Is Equal Access Really Equal?
A piece of legislation can at any time place a nose under the tent into the entire home education community. As one Senator told us several years ago when we fought a similar bill, "We can regulate you (the constitutional home educator) any time we want without an equal access bill, this just opens the door to make it easier." If you read on our Why We Oppose Equal Access page, you will see quotes from educators and coaches stating that overall regulation and accountability would not be out of the question.
But, they can't do that! Right? It is written into our Constitution that we have the right to educate our children by other means. Yes, it does, but it does not say that we cannot be regulated in the process. Policy has a way of sneaking its way into every piece of legislation and while they are two separate things each can be just as harmful. At CHEA, we work just as diligently to stop regulation regardless the form in which it comes.
SB1509 is a Tebow bill aimed directly at home educators. Below is an overview of the bill and reasons why we oppose it.
Senate Bill 1509- Homeschool Student Extracurricular Activities Bill
Overview: This bill would require every school district’s board of education to adopt a policy (No one knows what that policy will entail nor how it will be implemented) that specifically allows homeschool students to participate in their extracurricular activities. In order to participate the student would have to 1) register with their resident school district by July 1; 2) pay any participation/activity fee the same as any other student; 3) follow the same behavior, responsibility, performance, and code of conduct required by other students; 4) follow the rules of any school athletic association that governs that activity; 5) submit to any physical exams or drug testing required of all students; and 6) adhere to the same academic standards as other participants in the district.
While the student participates in the activities they have to demonstrate their academic standard by a method of evaluation that is agreed upon by the parent and the superintendent of the school. It could include review of the student’s work by a certified teacher, a nationally recognized standardize test, or evaluation of grades earned through correspondence courses.
This bill also prohibits a public school or district from being a member of an athletic association that does not allow a homeschool student to participate in that activity.
Opinion: This is a “Tim Tebow” bill. It directly applies to homeschool students and would require all districts to implement a policy to allow their participation. Let’s look at some of the difficulties we have with this bill. We had many questions about this bill and the author really offered no answers or solutions.
1) Register with their resident school district - Define registration. Exactly what does that mean? Does registration equal enroll? If I am not “enrolled” who is going to pay for my insurance? Will I be required to provide my own? Do I go to the local school, the superintendent’s office, where? Once I am “registered” will I now be included in the P-21 longitudinal database? If I am a “registered” student, am I going to have to follow the same policy and rules regarding vaccinations? Public school students are required to be vaccinated with very few exemptions.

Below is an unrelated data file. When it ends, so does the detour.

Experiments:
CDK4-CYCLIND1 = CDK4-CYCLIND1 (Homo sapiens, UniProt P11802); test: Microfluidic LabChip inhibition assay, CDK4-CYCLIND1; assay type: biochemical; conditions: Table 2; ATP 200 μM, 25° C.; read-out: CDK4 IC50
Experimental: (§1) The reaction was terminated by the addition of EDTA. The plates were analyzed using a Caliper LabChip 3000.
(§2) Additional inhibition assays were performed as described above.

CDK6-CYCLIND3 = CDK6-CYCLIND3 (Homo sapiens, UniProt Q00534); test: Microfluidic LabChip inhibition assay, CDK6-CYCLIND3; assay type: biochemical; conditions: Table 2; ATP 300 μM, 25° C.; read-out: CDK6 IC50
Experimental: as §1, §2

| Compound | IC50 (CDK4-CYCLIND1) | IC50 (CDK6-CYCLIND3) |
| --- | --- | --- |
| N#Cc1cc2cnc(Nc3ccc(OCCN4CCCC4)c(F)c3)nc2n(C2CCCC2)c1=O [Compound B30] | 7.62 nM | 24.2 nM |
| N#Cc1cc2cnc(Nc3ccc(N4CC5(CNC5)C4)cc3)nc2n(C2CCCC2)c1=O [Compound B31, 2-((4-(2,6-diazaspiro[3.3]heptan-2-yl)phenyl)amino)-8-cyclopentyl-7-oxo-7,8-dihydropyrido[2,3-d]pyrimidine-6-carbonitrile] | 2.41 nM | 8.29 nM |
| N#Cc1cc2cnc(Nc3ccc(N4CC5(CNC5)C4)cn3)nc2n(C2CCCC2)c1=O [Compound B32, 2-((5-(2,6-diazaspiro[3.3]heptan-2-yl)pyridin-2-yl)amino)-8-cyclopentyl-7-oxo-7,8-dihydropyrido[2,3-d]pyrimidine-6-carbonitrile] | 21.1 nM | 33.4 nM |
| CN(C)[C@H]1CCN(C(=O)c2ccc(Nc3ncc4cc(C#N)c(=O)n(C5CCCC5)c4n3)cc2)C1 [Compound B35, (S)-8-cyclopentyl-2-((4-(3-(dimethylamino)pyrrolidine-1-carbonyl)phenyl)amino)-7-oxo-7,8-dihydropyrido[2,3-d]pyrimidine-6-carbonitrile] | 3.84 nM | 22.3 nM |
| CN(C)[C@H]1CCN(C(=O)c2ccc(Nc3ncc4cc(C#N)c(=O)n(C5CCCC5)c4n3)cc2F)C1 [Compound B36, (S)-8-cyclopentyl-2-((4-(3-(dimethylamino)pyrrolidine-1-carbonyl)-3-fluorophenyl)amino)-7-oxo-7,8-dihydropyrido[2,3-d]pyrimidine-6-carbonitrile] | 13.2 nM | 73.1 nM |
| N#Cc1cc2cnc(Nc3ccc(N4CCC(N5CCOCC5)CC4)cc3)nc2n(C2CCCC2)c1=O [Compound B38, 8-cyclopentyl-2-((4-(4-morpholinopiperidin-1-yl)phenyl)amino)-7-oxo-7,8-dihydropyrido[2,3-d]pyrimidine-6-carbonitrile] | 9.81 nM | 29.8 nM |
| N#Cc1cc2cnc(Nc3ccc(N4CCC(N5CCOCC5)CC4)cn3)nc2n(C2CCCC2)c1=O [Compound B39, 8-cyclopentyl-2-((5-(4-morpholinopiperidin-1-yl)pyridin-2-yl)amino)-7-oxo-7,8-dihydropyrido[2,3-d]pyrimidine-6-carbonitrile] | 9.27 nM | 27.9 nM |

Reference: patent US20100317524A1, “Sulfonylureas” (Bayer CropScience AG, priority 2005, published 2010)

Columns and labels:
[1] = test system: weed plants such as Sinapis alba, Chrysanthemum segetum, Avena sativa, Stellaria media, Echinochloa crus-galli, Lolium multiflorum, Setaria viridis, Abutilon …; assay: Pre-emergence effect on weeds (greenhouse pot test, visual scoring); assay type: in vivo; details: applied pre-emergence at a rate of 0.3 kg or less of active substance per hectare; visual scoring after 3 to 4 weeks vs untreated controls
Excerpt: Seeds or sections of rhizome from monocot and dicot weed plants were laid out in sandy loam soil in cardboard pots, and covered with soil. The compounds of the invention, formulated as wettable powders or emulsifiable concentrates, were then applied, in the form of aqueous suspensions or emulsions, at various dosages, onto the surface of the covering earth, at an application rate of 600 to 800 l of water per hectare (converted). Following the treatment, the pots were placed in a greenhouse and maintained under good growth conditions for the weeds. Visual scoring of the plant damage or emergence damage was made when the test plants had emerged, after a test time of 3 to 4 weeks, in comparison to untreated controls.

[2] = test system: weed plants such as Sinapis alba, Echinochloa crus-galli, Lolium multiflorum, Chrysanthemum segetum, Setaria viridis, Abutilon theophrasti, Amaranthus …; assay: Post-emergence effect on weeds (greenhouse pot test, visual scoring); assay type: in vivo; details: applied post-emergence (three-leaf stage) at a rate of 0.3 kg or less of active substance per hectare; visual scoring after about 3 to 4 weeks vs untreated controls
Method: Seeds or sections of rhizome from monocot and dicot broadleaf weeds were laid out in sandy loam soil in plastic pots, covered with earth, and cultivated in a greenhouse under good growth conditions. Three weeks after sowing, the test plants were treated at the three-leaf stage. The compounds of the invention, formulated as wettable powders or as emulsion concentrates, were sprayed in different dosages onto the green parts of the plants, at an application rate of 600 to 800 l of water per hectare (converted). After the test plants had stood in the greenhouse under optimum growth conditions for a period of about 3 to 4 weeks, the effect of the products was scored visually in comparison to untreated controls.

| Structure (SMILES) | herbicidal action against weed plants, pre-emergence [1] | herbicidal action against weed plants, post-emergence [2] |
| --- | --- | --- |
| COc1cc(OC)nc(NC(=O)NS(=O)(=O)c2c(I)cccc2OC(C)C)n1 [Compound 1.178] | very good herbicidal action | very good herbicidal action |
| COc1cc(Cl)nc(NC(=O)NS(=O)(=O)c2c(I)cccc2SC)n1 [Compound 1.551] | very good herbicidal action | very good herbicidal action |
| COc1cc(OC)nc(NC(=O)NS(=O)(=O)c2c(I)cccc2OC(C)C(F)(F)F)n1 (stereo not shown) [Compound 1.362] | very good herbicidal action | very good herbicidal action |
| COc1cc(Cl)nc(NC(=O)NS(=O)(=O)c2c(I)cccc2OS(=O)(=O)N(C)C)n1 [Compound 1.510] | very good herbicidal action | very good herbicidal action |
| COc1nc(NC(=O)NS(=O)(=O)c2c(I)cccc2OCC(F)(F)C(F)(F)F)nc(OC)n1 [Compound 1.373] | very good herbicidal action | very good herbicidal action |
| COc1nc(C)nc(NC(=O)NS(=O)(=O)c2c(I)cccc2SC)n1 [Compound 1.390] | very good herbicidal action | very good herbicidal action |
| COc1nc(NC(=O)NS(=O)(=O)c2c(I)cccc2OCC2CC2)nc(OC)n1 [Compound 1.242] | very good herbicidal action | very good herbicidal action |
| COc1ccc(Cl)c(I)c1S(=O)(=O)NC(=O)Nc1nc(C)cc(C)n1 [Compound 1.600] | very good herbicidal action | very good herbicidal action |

2) Pay any participation/activity fee the same as any other student - not a problem, that is absolutely fair. Since we don’t know if registration puts me under the school’s insurance, will paying the fee cover me if I get injured?
3) Follow the same behavior, responsibility, performance, and code of conduct required by other students and adhere to the same academic standards as other participants in the district.- sounds simple, but define performance. Is that academic or talent based performance? If academic, what if the certified teacher reviewing my work decides he/she doesn’t approve of the curriculum I am using? Define standard. What if the standard I am supposed to adhere to includes CRT or SEL or inappropriate sex education? The bill states that I must be evaluated by a method agreed upon by the superintendent and the parents. If testing is the method, you need to make certain that you have in writing exactly what that test will be and have access to how it will be implemented and what the content will be. In the past, we have had numerous accounts of schools giving bogus tests to homeschoolers who came to them for the 8th grade reading proficiency test required to get a driver’s license. Many were given the adult literacy test or the English proficiency test for naturalization.
We all know that the standardized test is what the public schools teach to. That is their measure of academic success. If you choose to test, be aware, you may also have to purchase the same curriculum they are using in the public school classroom in order to have the same information and be equipped to answer the questions correctly. For example, the history books in the public school have a decidedly different viewpoint than those that many conservative Christian home educators would have. Science does not include creationism but focuses more on the theory of evolution. Just be aware of the differences.
Why are we wasting time and money trying to pass into law a policy which is already in place. We don't need another law on the books for this purpose. It is unnecessary.